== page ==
Funny thing though, last night, the little mongrel of mine was barking for about an hour at some noise or something outside. Being as isolated as I am, I figure it's coyote or something like that roaming close. We do get black bear and mountain lion around here too. Even though bear should be sleeping right now, with the mild winter we're having, I ain't placing any bets. I had one here in mid December, in my trash.

    With a little dog like this, you can't let him out alone, he may get eaten.
    Being dark and isolated, I didn't want to go out myself. LOL!

    A dog can see and hear and smell a lot better than me, but I couldn't bring myself to let the little poop go out ahead of me, and for a moment, I wished I had a 100 pounder to go scout around the house.

    Instead, I grabbed my Mini 14 and took a look around. Twas nothing, or nothing I could see or hear or smell. But, he kept up with the barking for another half an hour.
     
  15. Clara Bell

    Clara Bell Well-Known Member

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  16. Clara Bell

    Clara Bell Well-Known Member

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    I'm still stuggling with method in this madness, but it is true. I have two dogs up here. Both dogs bark in the night. If one barks, I know it is deer or bear wanting to use our yard as a path. If the other dog barks, I know it is a human.
    What better alarm system do I need?
     
  17. insanity

    insanity Well-Known Member

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    http://www.sweeteherbefarm.com/
    I searched from what you gave.Found it.Just right click on you address and hit(copy) then (paste in forum.Thats the only way i no of to do.I think you must have been trying to show pic here.I don't no how to do that either. :confused:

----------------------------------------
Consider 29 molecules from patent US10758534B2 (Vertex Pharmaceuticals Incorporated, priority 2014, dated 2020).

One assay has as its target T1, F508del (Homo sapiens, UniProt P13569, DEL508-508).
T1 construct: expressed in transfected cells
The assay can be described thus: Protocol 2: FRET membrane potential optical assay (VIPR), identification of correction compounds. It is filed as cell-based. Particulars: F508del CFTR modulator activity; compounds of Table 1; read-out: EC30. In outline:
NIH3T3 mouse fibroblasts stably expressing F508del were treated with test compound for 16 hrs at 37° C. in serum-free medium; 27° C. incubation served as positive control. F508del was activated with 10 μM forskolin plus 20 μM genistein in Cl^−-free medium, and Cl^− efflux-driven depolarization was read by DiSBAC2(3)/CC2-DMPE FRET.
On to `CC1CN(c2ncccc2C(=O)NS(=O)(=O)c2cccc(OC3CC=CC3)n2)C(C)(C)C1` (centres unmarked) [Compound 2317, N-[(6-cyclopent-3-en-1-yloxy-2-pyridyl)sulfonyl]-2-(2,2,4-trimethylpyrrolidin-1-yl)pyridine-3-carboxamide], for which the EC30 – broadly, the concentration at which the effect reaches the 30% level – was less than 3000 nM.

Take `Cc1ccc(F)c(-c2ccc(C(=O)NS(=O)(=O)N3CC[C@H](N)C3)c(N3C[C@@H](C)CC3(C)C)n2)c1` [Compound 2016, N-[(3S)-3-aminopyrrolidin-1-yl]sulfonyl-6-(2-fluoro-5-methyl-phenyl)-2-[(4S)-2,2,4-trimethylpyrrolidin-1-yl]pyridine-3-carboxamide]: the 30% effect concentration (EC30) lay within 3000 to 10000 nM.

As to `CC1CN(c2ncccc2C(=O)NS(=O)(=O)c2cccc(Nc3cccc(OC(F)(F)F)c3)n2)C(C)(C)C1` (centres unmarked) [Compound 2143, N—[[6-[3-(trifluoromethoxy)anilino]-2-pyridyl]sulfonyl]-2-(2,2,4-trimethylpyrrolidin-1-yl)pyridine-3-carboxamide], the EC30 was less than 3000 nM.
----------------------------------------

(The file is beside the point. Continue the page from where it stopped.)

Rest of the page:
18. Clara Bell

    Clara Bell Well-Known Member

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    You understand the breeding of the canine, and you respect that if you are going to take responsibility letting that dog come into your home.
    Mom raised German sheperds as family guard dogs. My sister-in-law has the same type hand Mom had. I watched her feeding 6 Rotts and a little Manchester. I couldn't get over how they all set back and waited for her to finish mixing their bowls.
    When in Rome, do as the Romans do. Respect the breed.
     
  19. ratherbefishin

    ratherbefishin Well-Known Member

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    this was clearly not one incident- it was a pattern,a history of criminal activety,neglect of children, negligence in containing the dogs, no supervision of the child,and leaving the two dogs where they could get out, it all added up to a tragedy.Was it the dog's ''fault?''-no- anymore than it's the guns' ''fault'' for falling into wrong hands or being treated carelessly when someone gets hurt or killed.
    As far as I'm concerned, the mother should face criminal charges and her remaining kids put up for adoption.Tough?Yes, but this wasn't a one time incident-it was a demonstratable lack of due care and attention, and a little boy is dead
     
  20. insanity

    insanity Well-Known Member

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    I lived in a house trailer when i had my first Rotty.(At night) I could tell how serious the treat was,by how bad the siding rattled when he smelled/heard/seen something. :D If he barked once he was alerting use of something he heard/smelled or thought he seen.If he barked twice in 3 mins time.He was starting to get really upset. :D If he started growling he had made eye contact.When he growled it was ferocious sounding.Rattled the siding bad. :D
    No one in there right mind would have gotten any closer as he sounding like such a bad dog.They would have been rite he would bite at night!But they would have never guessed that in day light they could just walk down pat his head and play fetch.Since he often even growled at me at night (until i called his name) i think he had trouble seeing at night.Which may have made him a little insecure and more protective.
    Ones thing for sure he wouldn't bite a biscuit in the day light.